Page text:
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Blog Post
16 Sep 2020

Agronomic Biofortification Programs and Their Potential to Overcome Global Iodine Deficiencies

Dr. Katja Hora, Specialty Plant Nutrition Research Manager at SQM, talks about why iodine is so important for the human diet, the role of food that has been biofortified with fertilizers and how Italy is leading the way in commercialization of the concept.

As the recently published report from the CFS’s High-Level Panel of Experts on Food Security and Nutrition highlights, a large part of the world’s population is currently not getting enough nutrients in their diet, making them more susceptible to disease, while these numbers are likely to increase significantly as a direct result of the current COVID-19 crisis.

Why is tackling iodine deficiency so important?

In many parts of the world people don’t consume enough iodine through their diet. This is the root cause of iodine deficiency, which continues to be an important public health problem, in both developing and developed countries. Approximately 30% of the world’s population remains at risk of it.

Humans need iodine to produce thyroid hormones. Because the body does not make iodine, it is an essential nutrient in our diet. The human body has a high turnover of iodine and needs to consume 150 microgram of iodine per adult person per day. Pregnant and breast-feeding women need more: 220-290 micrograms. Iodine is normally found in dairy, eggs, meat and in seafood. However, even if these foods are a regular component of the diet, the intake of iodine is typically less than the daily need. Vegetable and grain crops do not contain much iodine, due to the low availability of iodine in soils, and a very low concentration of iodine in rain and irrigation water.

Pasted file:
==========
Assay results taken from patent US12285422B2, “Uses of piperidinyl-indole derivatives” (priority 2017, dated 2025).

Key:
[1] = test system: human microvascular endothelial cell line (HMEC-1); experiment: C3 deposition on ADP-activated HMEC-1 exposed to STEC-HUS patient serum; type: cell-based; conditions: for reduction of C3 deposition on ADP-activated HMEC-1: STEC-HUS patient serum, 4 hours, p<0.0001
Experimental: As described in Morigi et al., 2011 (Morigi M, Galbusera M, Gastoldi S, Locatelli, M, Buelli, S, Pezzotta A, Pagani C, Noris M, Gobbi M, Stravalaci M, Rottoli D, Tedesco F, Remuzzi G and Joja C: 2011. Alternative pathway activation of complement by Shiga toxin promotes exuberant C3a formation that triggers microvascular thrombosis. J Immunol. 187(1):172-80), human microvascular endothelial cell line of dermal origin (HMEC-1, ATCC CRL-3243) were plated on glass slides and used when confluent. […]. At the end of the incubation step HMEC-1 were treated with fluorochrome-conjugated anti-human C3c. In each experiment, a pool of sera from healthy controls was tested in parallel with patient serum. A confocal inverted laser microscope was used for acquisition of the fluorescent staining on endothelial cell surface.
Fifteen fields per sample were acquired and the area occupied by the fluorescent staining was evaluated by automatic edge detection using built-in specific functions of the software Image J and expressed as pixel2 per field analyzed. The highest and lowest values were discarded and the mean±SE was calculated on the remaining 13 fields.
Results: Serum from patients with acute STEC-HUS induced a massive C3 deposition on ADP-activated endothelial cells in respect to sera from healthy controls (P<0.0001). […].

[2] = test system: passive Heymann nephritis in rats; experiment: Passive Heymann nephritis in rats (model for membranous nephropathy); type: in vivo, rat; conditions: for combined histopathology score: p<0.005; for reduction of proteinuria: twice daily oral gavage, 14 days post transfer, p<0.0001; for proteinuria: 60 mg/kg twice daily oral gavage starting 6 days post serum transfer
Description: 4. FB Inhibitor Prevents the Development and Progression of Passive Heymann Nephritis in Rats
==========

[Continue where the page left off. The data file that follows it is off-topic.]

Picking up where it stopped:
Most countries therefore have programs to increase the dietary intake of iodine by adding it to table salt, or to salt used for baking bread. This has successfully reduced the most severe symptoms of iodine deficiency like goiter (swelling of the thyroid gland in the throat) and cretinism (congenital and irreversible stunting of the body and intellect of children born from severely iodine deficient women). Despite the existence of iodized salt programs, mild to moderate iodine deficiency is still globally prevalent. This causes subclinical (often undiagnosed) iodine deficiency disorders in the form of hypothyroidism (less effective energy metabolism), and the loss of IQ-points in infants (up to 15 points).

How can biofortification through fertilizer application help to overcome iodine deficiency?

The consumption of agronomically biofortified grain-based food or vegetables can supply between 15-30% of the daily required intake of iodine; this works well alongside iodized salt provision, which aims to supply 50% of the daily need. The remaining iodine is supplied through the consumption of cow’s milk, eggs or ocean fish.